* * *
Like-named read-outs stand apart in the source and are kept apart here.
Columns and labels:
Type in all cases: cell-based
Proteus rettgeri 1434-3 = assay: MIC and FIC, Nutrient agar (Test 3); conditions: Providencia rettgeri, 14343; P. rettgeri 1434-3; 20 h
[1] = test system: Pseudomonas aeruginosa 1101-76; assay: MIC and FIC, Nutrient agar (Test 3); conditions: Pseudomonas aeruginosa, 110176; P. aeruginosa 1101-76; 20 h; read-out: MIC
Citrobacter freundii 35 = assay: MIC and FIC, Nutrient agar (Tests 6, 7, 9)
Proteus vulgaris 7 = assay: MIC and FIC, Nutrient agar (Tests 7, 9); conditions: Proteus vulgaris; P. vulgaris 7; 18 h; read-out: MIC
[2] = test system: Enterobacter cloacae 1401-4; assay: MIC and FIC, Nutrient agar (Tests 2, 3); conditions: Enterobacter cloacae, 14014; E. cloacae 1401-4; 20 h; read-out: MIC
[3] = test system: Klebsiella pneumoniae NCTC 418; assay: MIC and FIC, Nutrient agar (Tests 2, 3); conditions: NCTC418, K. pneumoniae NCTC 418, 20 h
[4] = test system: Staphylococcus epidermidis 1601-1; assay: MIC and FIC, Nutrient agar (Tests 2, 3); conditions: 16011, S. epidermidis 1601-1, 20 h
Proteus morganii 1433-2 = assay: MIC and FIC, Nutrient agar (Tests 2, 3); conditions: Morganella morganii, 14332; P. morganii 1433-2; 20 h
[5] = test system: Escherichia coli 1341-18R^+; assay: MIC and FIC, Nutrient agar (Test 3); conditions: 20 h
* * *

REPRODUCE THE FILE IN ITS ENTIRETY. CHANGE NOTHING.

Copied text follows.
Like-named read-outs stand apart in the source and are kept apart here.
Columns and labels:
Type in all cases: cell-based
Proteus rettgeri 1434-3 = assay: MIC and FIC, Nutrient agar (Test 3); conditions: Providencia rettgeri, 14343; P. rettgeri 1434-3; 20 h
[1] = test system: Pseudomonas aeruginosa 1101-76; assay: MIC and FIC, Nutrient agar (Test 3); conditions: Pseudomonas aeruginosa, 110176; P. aeruginosa 1101-76; 20 h; read-out: MIC
Citrobacter freundii 35 = assay: MIC and FIC, Nutrient agar (Tests 6, 7, 9)
Proteus vulgaris 7 = assay: MIC and FIC, Nutrient agar (Tests 7, 9); conditions: Proteus vulgaris; P. vulgaris 7; 18 h; read-out: MIC
[2] = test system: Enterobacter cloacae 1401-4; assay: MIC and FIC, Nutrient agar (Tests 2, 3); conditions: Enterobacter cloacae, 14014; E. cloacae 1401-4; 20 h; read-out: MIC
[3] = test system: Klebsiella pneumoniae NCTC 418; assay: MIC and FIC, Nutrient agar (Tests 2, 3); conditions: NCTC418, K. pneumoniae NCTC 418, 20 h
[4] = test system: Staphylococcus epidermidis 1601-1; assay: MIC and FIC, Nutrient agar (Tests 2, 3); conditions: 16011, S. epidermidis 1601-1, 20 h
Proteus morganii 1433-2 = assay: MIC and FIC, Nutrient agar (Tests 2, 3); conditions: Morganella morganii, 14332; P. morganii 1433-2; 20 h
[5] = test system: Escherichia coli 1341-18R^+; assay: MIC and FIC, Nutrient agar (Test 3); conditions: 20 h